I played around with this quite a bit. The pattern for the Simplicity top creates a bit of a front drape and I didn't want the front of the top (the black part) to drape but to be as flat as possible so I had to do some tweaking. Ideally, I would have taken all of this into account before I sewed and would have cut the front properly, but no, I sewed and pinned and tried on and ripped seams and sewed and pinned again.

I am pleased with the result. I think I may even use the Simplicity pattern to make the top from scratch some day.

Saturday, January 12, 2013

Steampunk top hat decoration

I've been intrigued with steam punk for awhile and especially fond of the small and mini top hats that are often part of the look. When I was at the Maryland Renaissance Festival last fall, I bought one at  The Tall Toad. I was in garb and in a festive mood and had some birthday cash to spend so I bought a simple small top hat for $70. When I would wear it, I had no clue but figured I'd never wear it if I didn't buy it. Or rather, when I had reason to wear a mini top hat, it would be sad not to have one. Though I had pinned mini top hat tutorials, I doubted I would ever make one or that if I did, that it would turn out well.

Love it and oh, the possibilities. The first time I wore it, with my steam punk Halloween costume, I made a hat band and rosette and added a cameo (will write a post for that later).

Months later, I was invited to a steam punk tea party and thought I'd change my look a bit. I had purchased a necklace for a few dollars at Delia's when they were having a sale. With the lace and various items, I thought it looked steampunky. I ended up sewing an old looking key in a bare area.

I draped the necklace over the sheer black hat band but I worried it would sink down and not be visible. Looking through my collection of curious treasures, I found a single flowered shoe clip (its mate long gone) and a Gruen watch. Both were my grandmother's. I put the shoe clip on one side, and wrapped the watchband around the other side and those provided the lift the necklace needed to keep it from sinking down to the brim.

I simply fastened the necklace at the back of the hat.

Here's the look 

I intend to write posts about how I put together this look.

Thursday, November 08, 2012

T-shirt reconstruction - Alepocalypse

This t-shirt is special to me because it's my first morris ale t-shirt, but it was shapeless and baggy and maybe I didn't really want a tank top anyway.

Sorry that my computer reverses the image - it's really quite clever with its listing of various end times past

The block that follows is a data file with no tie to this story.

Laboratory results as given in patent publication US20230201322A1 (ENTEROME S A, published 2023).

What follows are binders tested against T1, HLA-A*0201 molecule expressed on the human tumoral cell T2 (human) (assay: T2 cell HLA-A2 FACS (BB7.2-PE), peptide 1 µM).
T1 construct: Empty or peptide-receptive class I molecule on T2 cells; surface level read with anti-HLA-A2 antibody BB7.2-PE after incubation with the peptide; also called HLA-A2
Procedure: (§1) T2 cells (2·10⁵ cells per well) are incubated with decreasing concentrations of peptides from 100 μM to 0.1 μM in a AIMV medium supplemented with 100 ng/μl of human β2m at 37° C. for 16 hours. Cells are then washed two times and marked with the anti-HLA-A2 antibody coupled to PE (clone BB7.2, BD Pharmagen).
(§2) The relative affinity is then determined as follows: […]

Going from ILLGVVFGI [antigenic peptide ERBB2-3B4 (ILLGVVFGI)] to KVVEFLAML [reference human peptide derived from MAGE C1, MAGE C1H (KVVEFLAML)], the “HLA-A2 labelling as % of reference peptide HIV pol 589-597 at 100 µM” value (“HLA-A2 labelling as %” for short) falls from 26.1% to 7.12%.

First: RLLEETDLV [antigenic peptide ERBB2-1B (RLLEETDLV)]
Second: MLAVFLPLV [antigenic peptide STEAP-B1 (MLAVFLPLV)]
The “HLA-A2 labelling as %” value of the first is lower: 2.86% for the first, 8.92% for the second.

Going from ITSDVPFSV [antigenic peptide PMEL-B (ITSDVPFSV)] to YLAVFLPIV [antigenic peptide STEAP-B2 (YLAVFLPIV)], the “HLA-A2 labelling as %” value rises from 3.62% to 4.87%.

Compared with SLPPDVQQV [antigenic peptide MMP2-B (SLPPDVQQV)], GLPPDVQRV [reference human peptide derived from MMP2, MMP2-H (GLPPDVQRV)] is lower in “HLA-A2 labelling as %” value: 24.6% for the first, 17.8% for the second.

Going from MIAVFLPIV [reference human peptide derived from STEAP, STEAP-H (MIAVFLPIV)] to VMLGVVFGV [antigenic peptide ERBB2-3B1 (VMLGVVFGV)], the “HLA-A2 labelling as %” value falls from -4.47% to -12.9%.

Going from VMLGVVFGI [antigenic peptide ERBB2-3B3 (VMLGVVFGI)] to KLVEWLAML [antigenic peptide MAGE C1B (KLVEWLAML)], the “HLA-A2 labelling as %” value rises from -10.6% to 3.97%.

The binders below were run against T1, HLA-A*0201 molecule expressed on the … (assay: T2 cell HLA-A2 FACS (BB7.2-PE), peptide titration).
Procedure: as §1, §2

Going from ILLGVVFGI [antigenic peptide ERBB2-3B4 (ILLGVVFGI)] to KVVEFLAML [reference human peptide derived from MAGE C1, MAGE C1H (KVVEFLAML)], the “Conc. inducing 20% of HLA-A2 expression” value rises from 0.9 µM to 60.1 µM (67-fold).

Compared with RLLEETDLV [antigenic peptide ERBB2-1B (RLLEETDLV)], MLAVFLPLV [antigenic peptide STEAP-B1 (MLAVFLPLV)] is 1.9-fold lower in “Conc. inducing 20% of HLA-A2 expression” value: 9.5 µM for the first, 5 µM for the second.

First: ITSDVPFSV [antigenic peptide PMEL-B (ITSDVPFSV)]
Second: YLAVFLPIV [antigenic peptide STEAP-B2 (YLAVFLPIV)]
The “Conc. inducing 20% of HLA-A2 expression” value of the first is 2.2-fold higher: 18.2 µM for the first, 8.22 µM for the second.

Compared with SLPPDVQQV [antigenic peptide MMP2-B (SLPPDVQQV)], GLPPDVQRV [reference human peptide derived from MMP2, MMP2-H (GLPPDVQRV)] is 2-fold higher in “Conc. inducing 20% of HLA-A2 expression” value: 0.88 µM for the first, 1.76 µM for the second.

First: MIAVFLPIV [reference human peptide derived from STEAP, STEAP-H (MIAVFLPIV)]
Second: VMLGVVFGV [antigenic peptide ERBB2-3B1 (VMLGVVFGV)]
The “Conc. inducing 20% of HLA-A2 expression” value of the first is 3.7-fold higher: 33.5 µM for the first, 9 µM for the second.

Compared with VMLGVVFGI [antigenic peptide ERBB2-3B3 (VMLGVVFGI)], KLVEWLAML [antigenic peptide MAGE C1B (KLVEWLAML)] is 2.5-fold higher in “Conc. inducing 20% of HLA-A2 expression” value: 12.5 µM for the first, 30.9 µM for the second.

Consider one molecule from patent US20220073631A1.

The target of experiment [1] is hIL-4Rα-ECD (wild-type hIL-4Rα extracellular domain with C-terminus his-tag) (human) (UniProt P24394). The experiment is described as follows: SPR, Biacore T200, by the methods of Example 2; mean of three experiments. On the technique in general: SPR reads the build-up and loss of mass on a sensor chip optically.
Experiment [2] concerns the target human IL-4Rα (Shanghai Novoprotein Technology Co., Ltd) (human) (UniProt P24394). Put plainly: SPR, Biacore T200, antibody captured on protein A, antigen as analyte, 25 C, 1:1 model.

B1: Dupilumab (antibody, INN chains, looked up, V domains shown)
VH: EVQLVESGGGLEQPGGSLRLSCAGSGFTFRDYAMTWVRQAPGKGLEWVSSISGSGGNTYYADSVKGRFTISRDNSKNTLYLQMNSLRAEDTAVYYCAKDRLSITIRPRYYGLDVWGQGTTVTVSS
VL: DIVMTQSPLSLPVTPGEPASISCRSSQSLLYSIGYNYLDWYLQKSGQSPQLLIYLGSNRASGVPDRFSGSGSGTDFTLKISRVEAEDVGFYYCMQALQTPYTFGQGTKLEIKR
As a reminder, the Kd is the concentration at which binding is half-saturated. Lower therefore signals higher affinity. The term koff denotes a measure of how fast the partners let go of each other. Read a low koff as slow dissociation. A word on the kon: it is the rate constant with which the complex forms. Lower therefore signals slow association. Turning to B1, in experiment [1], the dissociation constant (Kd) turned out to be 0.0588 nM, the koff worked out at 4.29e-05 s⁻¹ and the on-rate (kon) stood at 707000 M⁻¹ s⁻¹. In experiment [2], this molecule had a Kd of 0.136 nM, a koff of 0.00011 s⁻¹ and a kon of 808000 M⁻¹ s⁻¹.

I love Pinterest and have been pinning t-shirt recons like crazy. I finally got up the nerve to use them. This post isn't a tutorial because there are so many wonderful tutorials already on the internet. This post is just to show how I combined them to create a top that I love!

First, I altered this baggy t-shirt into shape based on a tutorial that suggested using a well-fitting shirt as a pattern and tracing it onto the bigger shirt. After tracing, I sewed it up, checked the fit and then cut off the excess. I even pressed open the seams. Since I was dealing with a tank top, sleeves were not an issue.

Then, I decided to add a bustle back to this t - I love this tutorial, love her attitude, love the sound of her voice, I've watched it many times. For my bustle, I used scraps from a failed recon of a black t-shirt as well as satin and sheer bits I used in my bustle project (which I've yet to write up and post). I love that synthetic material does not need to be hemmed to avoid fraying but can be melted using a lighter. I had so much fun watching the ends curl up and I figured it would add an interesting texture to the bustle. I thought about adding some velvet bits because I think that would have been awesome, but I didn't feel like hemming it and worried it would shed.

Finally, I decided that I really wanted to add sleeves to this. I debated whether to add long sleeves or short and very nearly added long velour sleeves from an unloved zip jacket that was given to me. I decided velour would make it too cold-weather seasonal and decided to stick with jersey. I had a failed recon that I figured I'd use for scrap and decided to use its sleeves. I picked out the ribbing on the armscye and added the sleeves just by pinning them in place and sewing -- it was pretty easy, even for a novice like me.